Exactly at 10am IST, the 44.4-metre, 320-tonne polar satellite launch vehicle’s XL variant (PSLV-XL) blasted off the first launch pad at the rocket port in Sriharikota, around 80km from Chennai.
Besides Astrosat, the rocket carries six other foreign satellites.
Astrosat is the country’s first dedicated multi-wavelength space observatory that will help in understanding the universe.
India will cross the half-century milestone once it successfully injects the six foreign satellites into their intended orbit.
India has so far launched 45 foreign satellites for a fee.
In 2008, Isro had launched 10 satellites in one go including India’s Cartosate-2A satellite.
Now, Isro will be launching seven satellites for the third time in its history.
The PSLV-XL version is a four-stage rocket with six strap-on motors for additional thrust during the initial phase of the flight.
The first and third stages are powered by solid fuel while the second and fourth stages are powered by liquid fuel which will be filled during the countdown.
Apart from fuelling up the engines, all the systems would be checked and rechecked during the countdown.
The rocket is carrying India’s Astrosat weighing 1,513 kg, apart from four from the US and one each from Indonesia and Canada.
The PSLV is carryi g a total payload of 1,631 kg during this mission.
Just over 22 minutes into the flight, the rocket will eject Astrosat at an altitude of 650 kms above the earth.
Soon after, six other satellites will be put into orbit and the whole mission will come to an end in just over 25 minutes.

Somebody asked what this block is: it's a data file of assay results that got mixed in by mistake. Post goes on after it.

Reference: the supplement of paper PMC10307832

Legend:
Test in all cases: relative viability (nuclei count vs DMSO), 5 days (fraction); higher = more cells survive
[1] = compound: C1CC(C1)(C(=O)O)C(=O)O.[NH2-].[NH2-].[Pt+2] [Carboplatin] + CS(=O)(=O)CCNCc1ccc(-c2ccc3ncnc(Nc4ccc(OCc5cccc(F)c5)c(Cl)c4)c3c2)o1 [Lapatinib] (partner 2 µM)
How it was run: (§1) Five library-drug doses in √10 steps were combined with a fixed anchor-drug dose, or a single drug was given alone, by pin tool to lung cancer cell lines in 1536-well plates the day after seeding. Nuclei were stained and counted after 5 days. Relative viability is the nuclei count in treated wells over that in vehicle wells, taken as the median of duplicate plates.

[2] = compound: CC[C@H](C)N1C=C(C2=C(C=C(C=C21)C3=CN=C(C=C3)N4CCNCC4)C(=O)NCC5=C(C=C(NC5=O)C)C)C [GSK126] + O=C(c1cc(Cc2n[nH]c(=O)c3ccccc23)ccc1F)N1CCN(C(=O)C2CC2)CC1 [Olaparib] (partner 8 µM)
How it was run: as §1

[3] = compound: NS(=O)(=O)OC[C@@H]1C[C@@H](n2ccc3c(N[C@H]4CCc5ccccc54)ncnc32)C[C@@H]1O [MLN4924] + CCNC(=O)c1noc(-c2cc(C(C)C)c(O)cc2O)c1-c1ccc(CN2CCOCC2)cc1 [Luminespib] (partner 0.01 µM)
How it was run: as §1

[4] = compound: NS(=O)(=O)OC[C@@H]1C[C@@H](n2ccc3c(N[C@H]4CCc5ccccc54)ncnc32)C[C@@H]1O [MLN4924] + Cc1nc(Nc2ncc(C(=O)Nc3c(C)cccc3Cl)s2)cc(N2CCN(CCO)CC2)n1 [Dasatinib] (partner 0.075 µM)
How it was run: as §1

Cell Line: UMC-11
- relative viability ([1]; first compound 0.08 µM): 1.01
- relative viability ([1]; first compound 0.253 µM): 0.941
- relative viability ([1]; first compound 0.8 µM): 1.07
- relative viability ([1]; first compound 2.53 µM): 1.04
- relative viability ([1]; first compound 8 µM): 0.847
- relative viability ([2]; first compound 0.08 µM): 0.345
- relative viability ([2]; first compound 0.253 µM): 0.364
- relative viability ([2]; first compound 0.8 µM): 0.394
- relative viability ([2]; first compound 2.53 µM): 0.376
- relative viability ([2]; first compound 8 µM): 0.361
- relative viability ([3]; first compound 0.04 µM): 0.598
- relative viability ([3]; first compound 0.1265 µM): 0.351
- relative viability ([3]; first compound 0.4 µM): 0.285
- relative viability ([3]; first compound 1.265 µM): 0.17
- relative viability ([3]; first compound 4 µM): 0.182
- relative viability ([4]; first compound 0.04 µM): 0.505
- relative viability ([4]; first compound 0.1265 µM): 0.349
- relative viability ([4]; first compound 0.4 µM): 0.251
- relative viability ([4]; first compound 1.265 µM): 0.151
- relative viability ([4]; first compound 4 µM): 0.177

Astrosat, with a life span of five years, will observe the universe through optical, ultraviolet, low and high energy X-ray components of the electromagnetic spectrum, whereas most other scientific satellites are capable of observing through a narrow wavelength band, the agency said.
The Indonesian 76 kg LAPAN-A2 is a micro-satellite from the National Institute of Aeronautics and Space, meant for providing maritime surveillance using automatic identification system (AIS), supporting Indonesian radio amateur communities for disaster mitigation and carrying out earth surveillance using video and digital camera.
The 14-kg NLS-14 (Ev9) of Space Flight Laboratory, University of Toronto Institute for Advanced Studies, is also a maritime monitoring Canadian nano satellite using the next generation AIS.
The remaining four LEMUR nano satellites from Spire Global Inc., San Francisco, US, are non-visual remote sensing satellites, focusing primarily on global maritime intelligence through vessel tracking via AIS and high fidelity weather forecasting using GPS radio occultation technology, the Isro said.